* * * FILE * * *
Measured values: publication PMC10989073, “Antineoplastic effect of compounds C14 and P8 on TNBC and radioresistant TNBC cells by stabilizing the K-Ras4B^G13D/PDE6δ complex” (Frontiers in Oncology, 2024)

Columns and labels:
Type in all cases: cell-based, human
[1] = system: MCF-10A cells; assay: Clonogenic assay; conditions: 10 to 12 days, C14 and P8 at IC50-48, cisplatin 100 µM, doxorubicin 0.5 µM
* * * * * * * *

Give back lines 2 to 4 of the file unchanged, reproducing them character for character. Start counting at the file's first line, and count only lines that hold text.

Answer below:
Columns and labels:
Type in all cases: cell-based, human
[1] = system: MCF-10A cells; assay: Clonogenic assay; conditions: 10 to 12 days, C14 and P8 at IC50-48, cisplatin 100 µM, doxorubicin 0.5 µM